So what can contact centers do to improve? CFI Group recommends, among other things, improving IVRs, expanding the communications options for reaching the contact center, offering a virtual hold/call-back option when the contact center is overly busy, and resolving issues on the first try.

When customer issues are resolved in the first five minutes of the first contact, customer satisfaction was found to be very high, at 90 percent.

Here’s the infographic, which breaks down some of the numbers a little more:

CCSI 2016 Infographic (PRNewsFoto/CFI Group)

CCSI 2016 Infographic (PRNewsFoto/CFI Group)

October 13th, 2016 by Sam Del Rowe

57 percent of marketers consider generating new leads to be the most important aspect of their digital marketing strategies, according to a recent report from marketing technology provider Adestra. Based on responses from marketers representing both B2B and B2C enterprises, the study also found that they prioritize improving conversion rates, brand awareness, and ROI, and consider email to be their most effective digital channel.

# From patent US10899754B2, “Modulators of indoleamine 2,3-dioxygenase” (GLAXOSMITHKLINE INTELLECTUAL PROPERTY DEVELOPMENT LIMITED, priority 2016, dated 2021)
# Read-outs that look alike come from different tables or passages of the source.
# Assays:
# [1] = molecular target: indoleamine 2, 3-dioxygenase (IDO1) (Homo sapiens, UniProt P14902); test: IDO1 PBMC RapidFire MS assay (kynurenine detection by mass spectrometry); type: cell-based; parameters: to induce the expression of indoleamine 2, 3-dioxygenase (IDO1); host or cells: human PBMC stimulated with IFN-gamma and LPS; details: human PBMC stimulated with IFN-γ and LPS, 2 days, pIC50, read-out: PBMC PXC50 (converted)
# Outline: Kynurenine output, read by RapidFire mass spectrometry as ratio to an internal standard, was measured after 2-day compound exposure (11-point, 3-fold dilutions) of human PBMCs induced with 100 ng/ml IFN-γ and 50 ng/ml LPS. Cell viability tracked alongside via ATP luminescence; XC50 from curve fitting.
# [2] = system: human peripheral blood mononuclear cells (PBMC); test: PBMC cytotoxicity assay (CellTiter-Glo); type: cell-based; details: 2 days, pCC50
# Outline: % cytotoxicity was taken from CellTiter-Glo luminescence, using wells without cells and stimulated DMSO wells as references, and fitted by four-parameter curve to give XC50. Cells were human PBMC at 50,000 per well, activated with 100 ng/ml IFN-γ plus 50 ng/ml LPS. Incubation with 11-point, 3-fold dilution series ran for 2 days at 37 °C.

Interestingly, although one-third of marketers surveyed said that their digital marketing programs are having more impact than ever, 60 percent reported that they are only seeing marginal increases in effectiveness. Furthermore, 48 percent of marketers consider social media strategies to be the most difficult to get right, with 44 percent saying that search engine optimization is the most challenging.

According to Ryan Phelan, VP of Marketing Insights at Adestra, marketers need to be proactive in familiarizing themselves with new channels. “The rapidly changing technology landscape continues to have a disruptive effect on marketing strategy,” he said in a statement. “Just when marketers feel like they’ve mastered Facebook, for example, along comes Periscope and Snapchat. We tell our clients all the time to go out and learn what you don’t know. And call on your ESP and other partners to help jump-start innovation.”

Phelan also suggests that marketers make more of an effort to listen to their customers, saying that “successful companies have a clear strategy and have their fingers on the pulse of their customers. They continue to launch, listen and learn – accurately tracking results and making adjustments along the way because they know what they need to accomplish.”

October 10th, 2016 by Oren Smilansky

At Salesforce.com’s Dreamforce conference last week, Qstream announced the addition of the Coaching Hub component to its mobile sales performance platform. According to Duncan Lennox, CEO and cofounder of Qstream, the solution taps into the often neglected “human” elements of sales to boost educational processes.